bedside manner


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bedside manner

n.
The attitude and conduct of a physician in the presence of a patient.

bedside manner

A popular term for the compassion, courtesy and sympathy displayed by a physician towards patients in a clinical setting.

A major criticism of modern medicine has been the decline of the bedside manner, which is rooted in a number of factors: leaps in technology, requiring close scrutinisation of lab and other diagnostic data; patients’ willingness to initiate lawsuits or change physicians, which may erect barriers against long-term patient-physician relationships; changes in the financial environment (in which intangible and time-consuming services are not reimbursed); and the existence of multiple HMOs (e.g., when a person changes jobs, he or she may change plans or doctor).

bedside manner

Medtalk A popular term for the degree of compassion, courtesy, and sympathy displayed by a physician towards Pts in a clinical setting. See Doctor-patient game.

bed·side man·ner

(bed'sīd man'ĕr)
Behavior of a health care professional toward a patient, client, or resident of a facility.
References in periodicals archive ?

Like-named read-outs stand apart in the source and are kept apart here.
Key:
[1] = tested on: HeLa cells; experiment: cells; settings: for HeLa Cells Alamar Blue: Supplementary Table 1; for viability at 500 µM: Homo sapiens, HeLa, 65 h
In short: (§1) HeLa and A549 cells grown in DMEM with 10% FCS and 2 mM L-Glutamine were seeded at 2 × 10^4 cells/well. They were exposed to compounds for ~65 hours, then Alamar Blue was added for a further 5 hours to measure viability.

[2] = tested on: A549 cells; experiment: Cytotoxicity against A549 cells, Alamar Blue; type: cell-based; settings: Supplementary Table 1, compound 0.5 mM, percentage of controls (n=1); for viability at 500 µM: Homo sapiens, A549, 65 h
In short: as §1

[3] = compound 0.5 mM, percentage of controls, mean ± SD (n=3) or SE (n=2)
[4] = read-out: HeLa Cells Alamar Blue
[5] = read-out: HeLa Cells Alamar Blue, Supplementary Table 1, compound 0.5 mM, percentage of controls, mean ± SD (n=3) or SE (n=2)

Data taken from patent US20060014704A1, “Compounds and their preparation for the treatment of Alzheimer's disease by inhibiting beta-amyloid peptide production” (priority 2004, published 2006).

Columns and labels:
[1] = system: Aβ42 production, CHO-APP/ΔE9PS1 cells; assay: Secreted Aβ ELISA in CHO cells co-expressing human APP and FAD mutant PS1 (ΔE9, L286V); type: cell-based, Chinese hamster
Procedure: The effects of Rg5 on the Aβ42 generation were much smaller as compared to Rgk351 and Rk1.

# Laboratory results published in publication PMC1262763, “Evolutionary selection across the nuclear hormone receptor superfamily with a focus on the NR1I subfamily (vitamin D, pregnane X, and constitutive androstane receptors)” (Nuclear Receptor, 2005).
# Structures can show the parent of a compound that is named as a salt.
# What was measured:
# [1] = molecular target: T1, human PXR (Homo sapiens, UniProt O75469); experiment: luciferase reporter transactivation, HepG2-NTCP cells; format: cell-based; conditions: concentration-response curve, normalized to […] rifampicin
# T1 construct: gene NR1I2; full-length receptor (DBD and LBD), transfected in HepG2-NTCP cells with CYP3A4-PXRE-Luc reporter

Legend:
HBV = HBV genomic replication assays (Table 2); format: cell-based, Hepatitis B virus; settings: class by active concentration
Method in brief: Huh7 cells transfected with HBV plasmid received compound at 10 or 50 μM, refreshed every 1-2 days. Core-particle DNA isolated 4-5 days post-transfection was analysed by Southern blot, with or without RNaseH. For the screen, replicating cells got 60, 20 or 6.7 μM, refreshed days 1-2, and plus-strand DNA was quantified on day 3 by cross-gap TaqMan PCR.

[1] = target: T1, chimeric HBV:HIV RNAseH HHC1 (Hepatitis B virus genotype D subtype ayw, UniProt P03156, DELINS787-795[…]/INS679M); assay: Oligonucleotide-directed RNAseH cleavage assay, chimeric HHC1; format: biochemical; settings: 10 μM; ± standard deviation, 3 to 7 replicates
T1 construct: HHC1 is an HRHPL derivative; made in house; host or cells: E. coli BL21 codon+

Akin to this paper's premise, the law research suggests applying the concept of bedside manner, as a basis for deskside manner in the context of legal services (Schwartz, 1985).
As long ago as 1916, the examination included a test of "bedside manners," where prospective physicians took histories and performed physicals on three live patients, then took an oral examination about what they found.
Likewise, police officers need the appropriate bedside manner to develop a proper relationship with citizens.
CHICAGO -- Hospitalized patients care more about their physician's bedside manner than they do about the amount of time that the physician spends with them.
CHICAGO -- Patients care more about bedside manner than they do about the amount of time that their doctor spends with them.
Successful management of IAQ complaints requires two essential tools: First is recognition of the psychosocial nature of the problems and development of a good bedside manner to deal with them.
I'm convinced now that interviewing skills--or "bedside manner"--can be taught, that active listening can be learned, that the "playback" of what patients have said to reassure them that they were truly understood can be mastered, that the connecting touch on the shoulder that has been known for centuries as the "laying on of the hands" is a skill within a realm of even the less demonstrative student physicians.
Find one with newspaper experience and a good "bedside manner." You want a sincere extrovert.
Now, investigators are realizing that these immune cells may sometimes have a gentler bedside manner. In fighting the hepatitis B virus, for example, these lymphocytes appear to secrete compounds that provoke infected cells into destroying the viral molecules being produced inside them.
In addition, the doctor-hosts are often chosen not just for their competence, but also for their good looks-and even more attractive 'bedside manner.'